Does anybody know how to make an air pump for a aquarium out of stuff laying around your house?
YES USE THE CONCEPT OF A WINDMILL POWERING A PUMP! power of windmill=driveshaft to pump air/water
Er, it depends on what sort of stuff you have lying around.
A version that springs to mind requires a relatively-slow rpm motor (or geared motor), stiff wire (such as coathanger wire), a dead ball-point and a length of rubber tubing.
either that or a very small high cfm fan running in to the tubing, it would be quite hard to get just right though, you'd need a specific 'funnel' from fan to tubing and it would do a very limited depth...
That would be very hard to do in a way that would stop water flowing back in the even of a power cut.I was thinking about something like those peristaltic pumps that they use on kidney dialysis machines.
. Not hard at all. Anti-siphoning valves (check valves) are available at most aquarium supply stores. Or just mount the pump above the water level.
. I would not recommend a peristaltic pump for aquarium air. They can put up quite a bit of pressure (basically a positive-displacement pump), which can cause the air tubing to rupture or blow off of fittings, which in turn can lead to siphoning if the break is on the wrong side of the check valve.
Ah, but the question was about stuff lying about the house. Personally, I don't have a check-valve lying about the house.Hmm, I just had a look inside the air-pump for my old Biorb aquarium - it's a pair of non-return valves with a small chamber between. One side of the chamber is a flexible diaphragm pushed in and out by a vibrating solenoid. It could be fairly reproducible with a bit of work (although, I suspect, and version I make would be larger). It's probably easier / cheaper to buy an actual pump.
. OK. But they can be had for less than 2 USD. A lot cheaper than most fish and certainly cheaper than replacing flooring.
. That's how most of the pumps for home use are constructed. The generic name for the valves is "reed valve." Does the solenoid direct-drive the diaphragm on your pump? Most of the ones I've seen use a lever to drive the diaphragm, with a coil & permanent magnet driving the lever.
It's direct, and quite rapid - if I'd seen it running apart, before I saw it pumping, I would have said that it was running too quickly to pump efficiently.
> quite rapid
. Probably 50Hz (mains frequency, so 60Hz on the left side of the pond).
. Sounds like that arrangement would be more reliable (fewer moving parts) than the lever style I'm used to.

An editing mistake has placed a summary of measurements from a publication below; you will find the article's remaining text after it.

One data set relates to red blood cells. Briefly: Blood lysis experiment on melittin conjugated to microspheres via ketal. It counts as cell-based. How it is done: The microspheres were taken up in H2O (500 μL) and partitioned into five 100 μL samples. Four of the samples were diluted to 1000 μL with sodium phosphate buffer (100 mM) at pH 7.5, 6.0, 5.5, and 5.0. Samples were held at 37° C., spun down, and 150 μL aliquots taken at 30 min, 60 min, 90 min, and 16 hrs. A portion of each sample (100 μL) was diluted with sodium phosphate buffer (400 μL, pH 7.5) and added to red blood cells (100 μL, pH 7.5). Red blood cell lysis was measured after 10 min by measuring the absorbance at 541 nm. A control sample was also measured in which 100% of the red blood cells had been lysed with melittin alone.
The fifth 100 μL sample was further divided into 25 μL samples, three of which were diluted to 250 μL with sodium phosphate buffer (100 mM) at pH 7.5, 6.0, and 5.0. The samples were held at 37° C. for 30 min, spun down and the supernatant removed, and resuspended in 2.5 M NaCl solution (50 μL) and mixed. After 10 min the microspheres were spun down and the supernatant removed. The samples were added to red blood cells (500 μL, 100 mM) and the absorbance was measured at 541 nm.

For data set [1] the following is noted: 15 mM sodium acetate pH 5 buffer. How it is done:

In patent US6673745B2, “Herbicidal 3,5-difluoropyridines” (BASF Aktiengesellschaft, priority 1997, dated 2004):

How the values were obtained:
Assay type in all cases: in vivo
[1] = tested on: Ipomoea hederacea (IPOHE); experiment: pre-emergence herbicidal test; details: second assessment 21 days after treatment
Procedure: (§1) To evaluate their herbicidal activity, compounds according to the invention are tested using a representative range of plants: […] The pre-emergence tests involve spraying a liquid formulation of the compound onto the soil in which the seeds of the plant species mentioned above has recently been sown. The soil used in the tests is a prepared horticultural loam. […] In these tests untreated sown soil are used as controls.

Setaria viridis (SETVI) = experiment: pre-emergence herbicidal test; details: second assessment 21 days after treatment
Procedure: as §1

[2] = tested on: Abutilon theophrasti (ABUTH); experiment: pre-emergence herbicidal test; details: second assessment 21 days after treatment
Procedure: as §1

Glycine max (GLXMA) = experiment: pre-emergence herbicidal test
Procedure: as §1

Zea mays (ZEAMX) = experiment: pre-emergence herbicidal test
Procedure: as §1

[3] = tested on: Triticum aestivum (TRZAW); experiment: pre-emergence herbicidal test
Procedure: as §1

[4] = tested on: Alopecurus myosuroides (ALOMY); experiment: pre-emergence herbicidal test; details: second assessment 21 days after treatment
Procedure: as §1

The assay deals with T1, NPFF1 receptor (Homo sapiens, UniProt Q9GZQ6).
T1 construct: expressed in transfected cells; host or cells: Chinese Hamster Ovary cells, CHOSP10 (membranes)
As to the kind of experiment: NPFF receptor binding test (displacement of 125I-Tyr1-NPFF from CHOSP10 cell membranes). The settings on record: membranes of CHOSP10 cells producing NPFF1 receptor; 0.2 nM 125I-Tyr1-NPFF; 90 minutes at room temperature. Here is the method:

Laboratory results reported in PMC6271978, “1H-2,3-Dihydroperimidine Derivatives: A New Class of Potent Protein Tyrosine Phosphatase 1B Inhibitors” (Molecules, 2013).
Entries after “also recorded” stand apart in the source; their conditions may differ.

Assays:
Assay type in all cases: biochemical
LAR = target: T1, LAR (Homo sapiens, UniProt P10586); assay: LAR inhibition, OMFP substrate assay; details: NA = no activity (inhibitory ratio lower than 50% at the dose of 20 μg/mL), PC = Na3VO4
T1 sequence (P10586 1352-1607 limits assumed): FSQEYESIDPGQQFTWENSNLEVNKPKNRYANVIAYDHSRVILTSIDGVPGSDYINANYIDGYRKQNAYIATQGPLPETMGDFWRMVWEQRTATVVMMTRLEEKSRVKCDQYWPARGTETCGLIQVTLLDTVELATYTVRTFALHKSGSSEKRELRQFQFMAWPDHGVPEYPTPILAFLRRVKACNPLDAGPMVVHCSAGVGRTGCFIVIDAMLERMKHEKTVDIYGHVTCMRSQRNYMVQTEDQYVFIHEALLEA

Since it is supposed to run, effectively, for years without stopping, that's probably why.
That could work, it seems like a safe bet aswell, either that or some form of archimedes screw pump could be formed from household materials.
Archimedes screws pump fluids (or granular solids) uphill - I can't see any way they could be used to pump air downhill...
I was thinking aerate the water and put it back in, taking water out and dropping it back in even dissolves a quantity of air in it, dropping it through a series of steps before the water would probably get a decent amount of air in.
I know it's kinda backwards thinking but it just seemed a nice simple option...
Maybe a super simple bellows pump, a platic bottle with some form of valve on one end and a motor driving an eccentric cam to push the bottle in and out.
No, it's simple - Wrap a tube around a central shaft (driven however you like) to make a helix, and arrange it at a fairly shallow angle (say, 30o above horizontal), rotating so that the open end of the tube dips down "face first" into the water. Every time the face dips in the water, it traps a bubble of air, which is pushed along the tube as the helix rotates.Every turn of the shaft would give a blup of air at the bottom of the helix.
You know I believe we've over thought this a little...
Oh! Yes, I can!Turns picture round in head... gosh - what an odd thing to do.
. I doubt if you can DIY an air pump that will be as small, efficient, quiet, and (most importantly) reliable as a store-bought one. They are very easy to rebuild, so make sure you get one that has spare parts (mainly the valves and diaphragm) available and your long-term costs will be lower.